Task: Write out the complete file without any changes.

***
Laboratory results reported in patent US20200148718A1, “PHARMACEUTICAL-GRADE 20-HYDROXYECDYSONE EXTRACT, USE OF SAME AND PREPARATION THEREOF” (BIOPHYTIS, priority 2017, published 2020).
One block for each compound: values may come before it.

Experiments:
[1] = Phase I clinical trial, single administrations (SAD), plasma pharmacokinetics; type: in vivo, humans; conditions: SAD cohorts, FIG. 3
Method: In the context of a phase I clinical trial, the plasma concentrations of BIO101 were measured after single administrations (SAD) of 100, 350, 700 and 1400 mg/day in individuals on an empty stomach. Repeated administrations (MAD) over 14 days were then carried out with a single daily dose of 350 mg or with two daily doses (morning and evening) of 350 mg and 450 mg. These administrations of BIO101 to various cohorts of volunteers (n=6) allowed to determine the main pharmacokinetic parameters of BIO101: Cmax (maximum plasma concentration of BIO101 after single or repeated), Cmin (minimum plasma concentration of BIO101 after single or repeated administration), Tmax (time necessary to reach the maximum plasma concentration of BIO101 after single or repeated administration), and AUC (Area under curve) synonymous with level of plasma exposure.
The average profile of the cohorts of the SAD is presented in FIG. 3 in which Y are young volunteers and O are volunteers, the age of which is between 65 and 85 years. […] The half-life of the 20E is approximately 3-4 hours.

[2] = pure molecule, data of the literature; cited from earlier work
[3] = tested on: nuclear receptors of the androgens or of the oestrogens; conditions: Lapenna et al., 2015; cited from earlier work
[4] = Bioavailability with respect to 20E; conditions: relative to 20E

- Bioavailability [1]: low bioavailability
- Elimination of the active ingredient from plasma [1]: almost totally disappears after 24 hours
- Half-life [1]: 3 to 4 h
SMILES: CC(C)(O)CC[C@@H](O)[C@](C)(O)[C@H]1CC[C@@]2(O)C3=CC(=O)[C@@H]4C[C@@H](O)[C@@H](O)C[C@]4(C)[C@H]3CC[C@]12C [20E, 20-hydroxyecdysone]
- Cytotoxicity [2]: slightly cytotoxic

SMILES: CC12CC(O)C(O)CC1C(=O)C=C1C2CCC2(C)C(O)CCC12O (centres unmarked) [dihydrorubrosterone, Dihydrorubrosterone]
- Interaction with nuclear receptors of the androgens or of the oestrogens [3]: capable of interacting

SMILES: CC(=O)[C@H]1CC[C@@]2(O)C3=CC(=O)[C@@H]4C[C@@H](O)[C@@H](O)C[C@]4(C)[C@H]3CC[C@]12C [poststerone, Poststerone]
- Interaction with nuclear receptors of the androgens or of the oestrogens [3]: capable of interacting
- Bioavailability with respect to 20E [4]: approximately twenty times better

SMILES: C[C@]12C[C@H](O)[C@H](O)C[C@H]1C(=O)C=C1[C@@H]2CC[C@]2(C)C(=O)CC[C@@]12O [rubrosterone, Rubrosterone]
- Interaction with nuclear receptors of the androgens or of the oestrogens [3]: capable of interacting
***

Laboratory results reported in patent US20200148718A1, “PHARMACEUTICAL-GRADE 20-HYDROXYECDYSONE EXTRACT, USE OF SAME AND PREPARATION THEREOF” (BIOPHYTIS, priority 2017, published 2020).
One block for each compound: values may come before it.

Experiments:
[1] = Phase I clinical trial, single administrations (SAD), plasma pharmacokinetics; type: in vivo, humans; conditions: SAD cohorts, FIG. 3
Method: In the context of a phase I clinical trial, the plasma concentrations of BIO101 were measured after single administrations (SAD) of 100, 350, 700 and 1400 mg/day in individuals on an empty stomach. Repeated administrations (MAD) over 14 days were then carried out with a single daily dose of 350 mg or with two daily doses (morning and evening) of 350 mg and 450 mg. These administrations of BIO101 to various cohorts of volunteers (n=6) allowed to determine the main pharmacokinetic parameters of BIO101: Cmax (maximum plasma concentration of BIO101 after single or repeated), Cmin (minimum plasma concentration of BIO101 after single or repeated administration), Tmax (time necessary to reach the maximum plasma concentration of BIO101 after single or repeated administration), and AUC (Area under curve) synonymous with level of plasma exposure.
The average profile of the cohorts of the SAD is presented in FIG. 3 in which Y are young volunteers and O are volunteers, the age of which is between 65 and 85 years. […] The half-life of the 20E is approximately 3-4 hours.

[2] = pure molecule, data of the literature; cited from earlier work
[3] = tested on: nuclear receptors of the androgens or of the oestrogens; conditions: Lapenna et al., 2015; cited from earlier work
[4] = Bioavailability with respect to 20E; conditions: relative to 20E

- Bioavailability [1]: low bioavailability
- Elimination of the active ingredient from plasma [1]: almost totally disappears after 24 hours
- Half-life [1]: 3 to 4 h
SMILES: CC(C)(O)CC[C@@H](O)[C@](C)(O)[C@H]1CC[C@@]2(O)C3=CC(=O)[C@@H]4C[C@@H](O)[C@@H](O)C[C@]4(C)[C@H]3CC[C@]12C [20E, 20-hydroxyecdysone]
- Cytotoxicity [2]: slightly cytotoxic

SMILES: CC12CC(O)C(O)CC1C(=O)C=C1C2CCC2(C)C(O)CCC12O (centres unmarked) [dihydrorubrosterone, Dihydrorubrosterone]
- Interaction with nuclear receptors of the androgens or of the oestrogens [3]: capable of interacting

SMILES: CC(=O)[C@H]1CC[C@@]2(O)C3=CC(=O)[C@@H]4C[C@@H](O)[C@@H](O)C[C@]4(C)[C@H]3CC[C@]12C [poststerone, Poststerone]
- Interaction with nuclear receptors of the androgens or of the oestrogens [3]: capable of interacting
- Bioavailability with respect to 20E [4]: approximately twenty times better

SMILES: C[C@]12C[C@H](O)[C@H](O)C[C@H]1C(=O)C=C1[C@@H]2CC[C@]2(C)C(=O)CC[C@@]12O [rubrosterone, Rubrosterone]
- Interaction with nuclear receptors of the androgens or of the oestrogens [3]: capable of interacting